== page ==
How do you begin a blog? How do you sum up four months when the last four months have seemed like several lifetimes? Begin at the beginning? And when was that exactly? Was the beginning when Janine & I met during our Hurricane Katrina Animal Rescue experience in Tylertown, MS? Was it when my friend Kim recruited me to volunteer for a local animal rescue group? Was it when we arrived back in town with two vans full of the first 33 Safe Hands dogs, greeted by Stephanie T. and Dr. Charlie and our first volunteers? Was it further back in our childhoods filled with family pets, collecting the baby frogs that lived in the yard to save them from the lawnmower each week and saving the baby rabbits who’s hutch was destroyed and momma ran away?
In any case, our paths have led us here. To Safe Hands Animal Rescue. To 116 dogs rescued and rehomed through our group in the last four months and transport arranged for an additional 72 to other rescue groups.
Safe Hands Animal Rescue started with an email. A plea for help. There were dogs in Harlan County, KY that were going to be euthanised – a lot of them. The shelter was completely full. The community adoption rate was very low. There weren’t many rescue groups pulling dogs from the shelter. We wanted to help, we wanted to save them. We were particularly struck by the pathos evident in the photo of dog named Goldberg. We didn’t want to let him die.
We planned to work within the framework of another organization but their resources were already tapped. We had to come up with foster homes, crates, food, gas and van money and more to pull off the rescue. I sent an email to friends, I included photos of Goldberg, Helena, Buster and Shaycee, four of the dogs that were supposed to come home with us. I asked for help. I asked for foster homes, food donations for the shelter, crates for transport. I hoped to get maybe six or eight homes and maybe some supplies. The email went viral. The pictures struck a chord in the people who saw them and they were forwarded on and on. Over 30 people volunteered to foster dogs. The donations came pouring in. In one night my yard was transformed into a sea of crates, dog and cat food, kitty litter and more. We were on our way.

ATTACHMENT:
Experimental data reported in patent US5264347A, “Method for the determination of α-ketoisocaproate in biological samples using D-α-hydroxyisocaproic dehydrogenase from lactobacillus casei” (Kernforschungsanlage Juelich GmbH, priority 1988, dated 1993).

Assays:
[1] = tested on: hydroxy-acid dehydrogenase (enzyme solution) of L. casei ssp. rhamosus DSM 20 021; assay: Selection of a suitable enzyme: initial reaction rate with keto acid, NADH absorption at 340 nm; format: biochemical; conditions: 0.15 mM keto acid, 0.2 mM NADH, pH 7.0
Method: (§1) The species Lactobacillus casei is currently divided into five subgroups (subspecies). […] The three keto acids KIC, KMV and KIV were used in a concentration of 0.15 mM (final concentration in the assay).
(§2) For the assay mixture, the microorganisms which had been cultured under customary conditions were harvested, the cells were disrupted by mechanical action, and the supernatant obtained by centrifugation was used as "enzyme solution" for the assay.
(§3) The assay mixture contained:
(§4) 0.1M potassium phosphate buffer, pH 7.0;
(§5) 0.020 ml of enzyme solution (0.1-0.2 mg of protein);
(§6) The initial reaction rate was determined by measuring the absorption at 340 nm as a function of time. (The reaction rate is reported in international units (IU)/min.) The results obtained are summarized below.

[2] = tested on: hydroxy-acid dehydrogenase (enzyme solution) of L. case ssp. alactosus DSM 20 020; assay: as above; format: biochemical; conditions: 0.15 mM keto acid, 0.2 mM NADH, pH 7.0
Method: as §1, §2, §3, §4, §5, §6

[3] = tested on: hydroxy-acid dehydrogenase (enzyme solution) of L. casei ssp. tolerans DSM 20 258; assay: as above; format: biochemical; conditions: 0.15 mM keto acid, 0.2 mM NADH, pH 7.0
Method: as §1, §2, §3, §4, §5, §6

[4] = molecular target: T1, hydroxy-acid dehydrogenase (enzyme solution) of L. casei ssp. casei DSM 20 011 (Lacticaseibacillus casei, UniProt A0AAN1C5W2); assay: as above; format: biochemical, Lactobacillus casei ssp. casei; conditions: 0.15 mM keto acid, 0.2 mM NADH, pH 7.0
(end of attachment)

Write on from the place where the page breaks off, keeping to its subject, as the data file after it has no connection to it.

They say necessity is the mother of invention… Somewhere between here and Kentucky it became apparent that the size and scope of this rescue mission had grown to something that the other group was not entirely comfortable with. Janine and I had talked about forming a rescue group that would focus on one community where we felt we had the potential to make a difference. We wanted to provide assistance in the community with spay and neuter and education and outreach and shelter improvements as well as saving dogs already in danger. We wanted to work on prevention as well as the cure. We had only just talked about this in the abstract, we didn’t even have a name. It was time to leap and we had just begun to look. But as the saying goes, the future has a way of arriving unannounced.
One of my favorite quotes has always been this one: